Extending its support to the latest “digital strike” on Tuesday that banned 43 more Chinese apps, homegrown short video-sharing platform Chingari said that some of the apps in the new list “were banned earlier as well but they just cloaked themselves under a new identity to enter the Indian market.”

“The ban is a very smart move and sends out a clear message that Chinese apps cannot use such tactics to engage in activities that are ‘prejudicial to India’s sovereignty’. At the same time, we would like to assure our Chingari family that the safety of their data is our highest priority,” Sumit Ghosh, CEO, Co-founder Chingari, said in a statement.

One of the banned apps include Snack Video which offered homegrown short video apps, that gained traction following ban on TikTok, very tough competitions.

“This is yet another welcome move from the government to stand against Chinese apps that always have had serious privacy issues. We happily extend our support to all the language users and creators of Snack Video especially who are residing in tier 3/4 cities to come and join Bolo Indya,” said Varun Saxena, Founder and CEO, Bolo Indya.

However, Mishi Choudhary, Founder of SFLC.in, a legal services organisation working on law, technology and policy, said that the Union Ministry of Electronics and Information Technology “has made it a practice of issuing orders banning websites citing vague reasons without offering details that users deserve when being deprived of access to information.”

Earlier on June, 29, the government had blocked access to 59 mobile apps and on September 2, 118 more apps were banned under section 69A of the Information Technology Act.

In addition, the government in late July, cracked down on 47 more mobile apps, most of which were reportedly clones or lite variants of the Chinese apps banned in June.

Launching the fresh assault on 43 Chinese apps on Tuesday, the Union Ministry of Electronics and Information Technology said the “action was taken based on the inputs regarding these apps for engaging in activities which are prejudicial to sovereignty and integrity of India, defence of India, security of state and public order.”

While announcing the ban on 59 apps in June, the ministry also said that it received “many representations raising concerns from citizens regarding security of data and risk to privacy relating to operation of certain apps.”

“What started with the ironical assertion that the government was worried about personal data — considering we are still dithering on a personal data protection law and stories about data theft are so rampant that they don’t even make it to front page news anymore — has now turned into an unfortunate trend,” Choudhary said.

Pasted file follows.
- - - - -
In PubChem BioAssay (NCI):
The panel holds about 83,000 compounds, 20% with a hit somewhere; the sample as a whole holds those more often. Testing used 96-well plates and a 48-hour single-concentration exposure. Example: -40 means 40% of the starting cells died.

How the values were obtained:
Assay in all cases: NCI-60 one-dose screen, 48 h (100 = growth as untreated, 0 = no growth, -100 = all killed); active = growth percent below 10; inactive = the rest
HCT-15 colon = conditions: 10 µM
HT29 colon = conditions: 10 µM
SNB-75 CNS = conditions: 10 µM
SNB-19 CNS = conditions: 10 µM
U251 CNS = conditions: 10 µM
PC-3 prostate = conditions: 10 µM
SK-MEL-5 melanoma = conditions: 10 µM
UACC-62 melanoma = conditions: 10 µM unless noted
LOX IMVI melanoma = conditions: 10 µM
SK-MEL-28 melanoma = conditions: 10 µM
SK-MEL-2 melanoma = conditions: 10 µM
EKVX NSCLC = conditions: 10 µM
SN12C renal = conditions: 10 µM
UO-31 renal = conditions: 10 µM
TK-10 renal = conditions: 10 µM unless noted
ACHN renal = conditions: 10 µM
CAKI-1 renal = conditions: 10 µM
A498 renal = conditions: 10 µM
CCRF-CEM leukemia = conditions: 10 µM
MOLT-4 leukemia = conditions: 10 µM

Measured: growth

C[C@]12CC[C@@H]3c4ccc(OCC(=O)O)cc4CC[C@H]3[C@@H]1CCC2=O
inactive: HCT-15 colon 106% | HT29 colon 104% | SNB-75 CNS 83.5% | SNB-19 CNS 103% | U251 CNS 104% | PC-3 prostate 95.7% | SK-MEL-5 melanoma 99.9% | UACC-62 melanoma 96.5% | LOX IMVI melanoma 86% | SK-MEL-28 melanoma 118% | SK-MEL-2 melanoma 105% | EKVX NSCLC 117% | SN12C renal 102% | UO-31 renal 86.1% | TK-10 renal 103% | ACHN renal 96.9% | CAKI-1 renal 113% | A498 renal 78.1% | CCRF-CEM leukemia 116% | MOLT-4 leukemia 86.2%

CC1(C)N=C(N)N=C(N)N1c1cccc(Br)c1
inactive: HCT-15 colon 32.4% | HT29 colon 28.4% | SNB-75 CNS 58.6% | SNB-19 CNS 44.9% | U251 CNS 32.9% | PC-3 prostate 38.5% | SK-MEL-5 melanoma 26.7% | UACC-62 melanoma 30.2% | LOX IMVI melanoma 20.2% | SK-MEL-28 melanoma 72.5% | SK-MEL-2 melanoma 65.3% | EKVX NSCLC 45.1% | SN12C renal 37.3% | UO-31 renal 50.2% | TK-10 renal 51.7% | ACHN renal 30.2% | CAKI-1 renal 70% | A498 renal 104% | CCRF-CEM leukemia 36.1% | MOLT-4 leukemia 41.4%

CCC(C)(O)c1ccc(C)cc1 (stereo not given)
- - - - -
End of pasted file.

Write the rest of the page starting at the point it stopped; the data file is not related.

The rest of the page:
“If these Chinese apps are indulging in notorious practices which they might be, more information and transparency would help users see these orders as necessary instead of what they look like now –a sign of controlling choice,” she added.

SafeHouse Technologies, a cyber security tech enterprise that provides solutions to secure mobile phones, has welcomed the government’s move to ban 43 more Chinese apps, saying that “the government has yet again proved that the security and hygiene in the Indian smartphone and app ecosystem needs to be maintained.”

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Landline users need to prefix ‘0’ to call mobile phones starting Jan

Come January 1, landline users across India will need to prefix all calls to any mobile phone with a `0′ , with the Department of Telecommunications (DoT) calling on telcos to modify the dialing pattern for such calls in line with the sector regulator’s recommendations.

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Kolkata: Come January 1, landline users across India will need to prefix all calls to any mobile phone with a `0′ , with the Department of Telecommunications (DoT) calling on telcos to modify the dialing pattern for such calls in line with the sector regulator’s recommendations.

The move is likely to create fresh numbering resources for mobile services amid the continuing rise in India’s mobile user base and the decline in wireline connections.

The DoT, in a circular, dated November 20, has backed the Telecom Regulatory Authority of India’s recommendations and mandated telcos to ensure all landline subscribers are “given a `0 dialing’ or STD facility” to be able to connect with mobile phones under the new calling system from next year.